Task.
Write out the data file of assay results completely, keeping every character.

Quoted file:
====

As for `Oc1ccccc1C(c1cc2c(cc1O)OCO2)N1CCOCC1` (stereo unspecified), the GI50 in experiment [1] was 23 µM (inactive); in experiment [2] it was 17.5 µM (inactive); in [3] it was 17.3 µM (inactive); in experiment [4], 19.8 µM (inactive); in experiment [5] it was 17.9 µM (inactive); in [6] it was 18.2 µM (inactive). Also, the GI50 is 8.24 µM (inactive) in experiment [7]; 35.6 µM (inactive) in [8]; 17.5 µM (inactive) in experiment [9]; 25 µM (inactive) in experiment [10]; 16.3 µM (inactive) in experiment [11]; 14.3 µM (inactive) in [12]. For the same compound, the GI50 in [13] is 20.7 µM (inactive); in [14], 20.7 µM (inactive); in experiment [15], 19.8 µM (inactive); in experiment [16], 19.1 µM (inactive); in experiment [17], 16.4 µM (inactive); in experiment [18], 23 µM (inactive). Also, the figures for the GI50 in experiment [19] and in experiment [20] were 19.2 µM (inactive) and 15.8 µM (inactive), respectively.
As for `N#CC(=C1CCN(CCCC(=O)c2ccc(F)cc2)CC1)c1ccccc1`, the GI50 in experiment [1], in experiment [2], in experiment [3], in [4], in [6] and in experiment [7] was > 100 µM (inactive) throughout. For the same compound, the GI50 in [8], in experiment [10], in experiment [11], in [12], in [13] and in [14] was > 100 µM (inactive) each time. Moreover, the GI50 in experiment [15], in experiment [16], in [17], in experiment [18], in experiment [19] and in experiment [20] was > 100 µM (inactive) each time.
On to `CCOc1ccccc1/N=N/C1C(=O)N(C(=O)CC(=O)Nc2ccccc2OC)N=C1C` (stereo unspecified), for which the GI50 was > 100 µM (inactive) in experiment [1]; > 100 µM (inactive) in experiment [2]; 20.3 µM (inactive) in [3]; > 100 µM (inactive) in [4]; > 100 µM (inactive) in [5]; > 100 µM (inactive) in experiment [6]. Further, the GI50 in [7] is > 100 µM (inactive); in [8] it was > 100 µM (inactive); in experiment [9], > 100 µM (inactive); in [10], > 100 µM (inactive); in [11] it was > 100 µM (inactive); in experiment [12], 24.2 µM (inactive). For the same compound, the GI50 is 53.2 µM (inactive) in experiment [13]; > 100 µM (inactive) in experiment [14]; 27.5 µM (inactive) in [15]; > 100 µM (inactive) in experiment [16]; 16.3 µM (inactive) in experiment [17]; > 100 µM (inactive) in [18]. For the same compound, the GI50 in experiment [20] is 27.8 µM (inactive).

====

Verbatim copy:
As for `Oc1ccccc1C(c1cc2c(cc1O)OCO2)N1CCOCC1` (stereo unspecified), the GI50 in experiment [1] was 23 µM (inactive); in experiment [2] it was 17.5 µM (inactive); in [3] it was 17.3 µM (inactive); in experiment [4], 19.8 µM (inactive); in experiment [5] it was 17.9 µM (inactive); in [6] it was 18.2 µM (inactive). Also, the GI50 is 8.24 µM (inactive) in experiment [7]; 35.6 µM (inactive) in [8]; 17.5 µM (inactive) in experiment [9]; 25 µM (inactive) in experiment [10]; 16.3 µM (inactive) in experiment [11]; 14.3 µM (inactive) in [12]. For the same compound, the GI50 in [13] is 20.7 µM (inactive); in [14], 20.7 µM (inactive); in experiment [15], 19.8 µM (inactive); in experiment [16], 19.1 µM (inactive); in experiment [17], 16.4 µM (inactive); in experiment [18], 23 µM (inactive). Also, the figures for the GI50 in experiment [19] and in experiment [20] were 19.2 µM (inactive) and 15.8 µM (inactive), respectively.
As for `N#CC(=C1CCN(CCCC(=O)c2ccc(F)cc2)CC1)c1ccccc1`, the GI50 in experiment [1], in experiment [2], in experiment [3], in [4], in [6] and in experiment [7] was > 100 µM (inactive) throughout. For the same compound, the GI50 in [8], in experiment [10], in experiment [11], in [12], in [13] and in [14] was > 100 µM (inactive) each time. Moreover, the GI50 in experiment [15], in experiment [16], in [17], in experiment [18], in experiment [19] and in experiment [20] was > 100 µM (inactive) each time.
On to `CCOc1ccccc1/N=N/C1C(=O)N(C(=O)CC(=O)Nc2ccccc2OC)N=C1C` (stereo unspecified), for which the GI50 was > 100 µM (inactive) in experiment [1]; > 100 µM (inactive) in experiment [2]; 20.3 µM (inactive) in [3]; > 100 µM (inactive) in [4]; > 100 µM (inactive) in [5]; > 100 µM (inactive) in experiment [6]. Further, the GI50 in [7] is > 100 µM (inactive); in [8] it was > 100 µM (inactive); in experiment [9], > 100 µM (inactive); in [10], > 100 µM (inactive); in [11] it was > 100 µM (inactive); in experiment [12], 24.2 µM (inactive). For the same compound, the GI50 is 53.2 µM (inactive) in experiment [13]; > 100 µM (inactive) in experiment [14]; 27.5 µM (inactive) in [15]; > 100 µM (inactive) in experiment [16]; 16.3 µM (inactive) in experiment [17]; > 100 µM (inactive) in [18]. For the same compound, the GI50 in experiment [20] is 27.8 µM (inactive).